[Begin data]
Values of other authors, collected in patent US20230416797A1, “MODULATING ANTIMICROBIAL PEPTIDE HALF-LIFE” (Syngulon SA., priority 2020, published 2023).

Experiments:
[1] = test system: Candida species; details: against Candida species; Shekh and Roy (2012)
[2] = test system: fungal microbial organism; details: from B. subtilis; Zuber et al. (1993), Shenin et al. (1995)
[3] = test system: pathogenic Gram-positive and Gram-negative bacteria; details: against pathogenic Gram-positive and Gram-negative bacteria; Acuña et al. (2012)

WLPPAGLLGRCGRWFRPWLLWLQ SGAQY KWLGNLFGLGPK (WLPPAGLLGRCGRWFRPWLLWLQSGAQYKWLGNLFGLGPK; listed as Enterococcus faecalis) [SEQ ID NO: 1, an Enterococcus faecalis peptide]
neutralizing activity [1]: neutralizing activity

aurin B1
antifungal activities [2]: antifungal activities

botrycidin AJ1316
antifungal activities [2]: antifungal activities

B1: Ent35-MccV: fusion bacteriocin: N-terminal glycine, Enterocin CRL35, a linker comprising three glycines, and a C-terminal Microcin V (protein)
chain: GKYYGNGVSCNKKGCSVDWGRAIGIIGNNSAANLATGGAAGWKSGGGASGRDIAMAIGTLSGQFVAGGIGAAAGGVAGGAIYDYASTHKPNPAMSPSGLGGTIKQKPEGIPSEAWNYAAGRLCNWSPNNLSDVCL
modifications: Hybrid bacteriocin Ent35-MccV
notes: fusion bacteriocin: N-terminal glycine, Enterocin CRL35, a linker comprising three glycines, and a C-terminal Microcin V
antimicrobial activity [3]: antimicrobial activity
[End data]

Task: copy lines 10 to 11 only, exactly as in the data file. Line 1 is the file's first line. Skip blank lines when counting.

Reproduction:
botrycidin AJ1316
antifungal activities [2]: antifungal activities